First Love (A.K.A. The House of Cards Collapses)
By Kristen Sheley
Written November 1998

You'll deny the truth, believe a lie
There'll be times that you'll believe you can really fly
But your lonely nights have just begun
When you love someone....

-Bryan Adams

We sat in his car, looking down into the valley at the rows and rows of future Christmas trees that were growing. Peter had taken me up here, to his father's tree farm, whisking me away in his maroon Honda Civic with nary a word of explanation. The sun was setting, another late summer day nearly over with. I waited patiently, trying not to ask questions or bother him as he fiddled with the radio, attempting to find a station that wasn't broadcasting commercials. I sat in the passenger seat, my legs crossed at the ankles, my hands folded in my lap.

Peter finally gave up his search with the radio and snapped it off. Silence filled the car, a comfortable silence. I looked at Peter, hiding a smile. Those blue eyes, the dark blond hair with the curls that fell across his forehead, the little lines around his eyes from years of grins.... We were only friends, but I cared for him more -- a lot more. I think I even loved him. I never told him how I felt, though, terrified that our friendship would be ruined. But maybe....

Peter took a deep breath, gripping the steering wheel and finally turning his head to me. "I have something important to tell you, Marie," he said softly.

My heart began to thud, and I suddenly found it difficult to breathe. Oh my God, I thought. He likes me too! Oh my God, that has to be it! I felt hot shivers all over and tried my best to pretend that I didn't know what he was about to say. "Yes?" I asked softly.

Peter looked at me a long moment, his face serious -- then a grin broke out across his face. I couldn't help but smile back. "I'm getting married!" he exclaimed.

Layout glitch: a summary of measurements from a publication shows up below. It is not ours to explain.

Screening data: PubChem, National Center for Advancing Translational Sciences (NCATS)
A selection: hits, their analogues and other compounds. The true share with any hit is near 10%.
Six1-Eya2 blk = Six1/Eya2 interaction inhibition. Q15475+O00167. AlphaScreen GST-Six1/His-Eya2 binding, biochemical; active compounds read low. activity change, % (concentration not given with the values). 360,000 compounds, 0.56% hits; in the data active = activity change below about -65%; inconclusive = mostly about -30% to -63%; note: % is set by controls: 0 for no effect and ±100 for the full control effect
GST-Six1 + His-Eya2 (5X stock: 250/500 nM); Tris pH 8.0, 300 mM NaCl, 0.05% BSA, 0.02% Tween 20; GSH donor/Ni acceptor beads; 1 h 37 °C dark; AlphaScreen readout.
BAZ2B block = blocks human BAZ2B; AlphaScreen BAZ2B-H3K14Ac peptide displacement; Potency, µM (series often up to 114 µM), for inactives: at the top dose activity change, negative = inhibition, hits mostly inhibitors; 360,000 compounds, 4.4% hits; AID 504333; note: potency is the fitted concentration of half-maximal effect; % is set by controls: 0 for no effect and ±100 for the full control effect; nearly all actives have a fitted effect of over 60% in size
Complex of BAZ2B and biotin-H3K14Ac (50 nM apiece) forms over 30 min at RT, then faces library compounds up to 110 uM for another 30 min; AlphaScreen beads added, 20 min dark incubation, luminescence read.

The words made no sense to me. "You're what?" I asked, the smile frozen on my face.

Peter laughed. "I'm getting married! To Tracy! You remember her, don't you? We started dating last December. She's a kindergarten teacher up in Seattle. Anyway, I asked her last weekend and she said yes! Isn't that great?"

My mind struggled to comprehend what Peter had just uttered. I felt as if I was a computer that had just received an indecipherable command. The phrase "Does Not Compute!" echoed in my brain. Peter Samson Marrying Does Not Compute!

I blinked, my mouth dry. I tried to swallow. Peter was staring at me, waiting for me to say something.

"That's...that's great!" I managed. I blinked again, the numbness beginning to wear off. A chill suddenly replaced the pleasant warmth that had coated my body only a minute before. I suddenly felt as cold as I might be if I was naked in a blizzard. "I'm happy for you. That's wonderful!"

"We're probably going to have the wedding next summer," Peter said. "You'll be able to come, right?"

I nodded stiffly. "Of course." My throat ached with a flood of tears threatening to break free. I reached for the door latch. "I'll be right back. I need some....fresh air."

It was a poor excuse for an escape. I felt Peter's puzzled gaze on my back as I exited the car and shut the door. My chest began to hitch as I walked as fast as I could towards the valley of trees. I'm okay, I thought, trying to fight back my emotions. I'm okay, I'm okay, I'm okay, I'mokay, I'mokayI'mokay

"He has a fianceé ," I whispered as I reached the first of the trees, where I would be out of sight of Peter. My face crumpled and the next words came out in a sob. "He-he's getting married! Nooooo!"

I started to run down the path separating the trees, as if I could escape the news. Tears blurred my vision, the trees becoming dark blobs on a lighter landscape. As my vision grew worse, I stumbled over a root and fell to the ground. I lay there, my nose an inch from dirt, and allowed the tears free reign over my face. They dripped down my cheeks and made a puddle in the dry soil.

"Why?" I moaned softly. I struggled to breathe past the ache in my chest and the lump in my throat. "Why couldn't it-couldn't it be me?"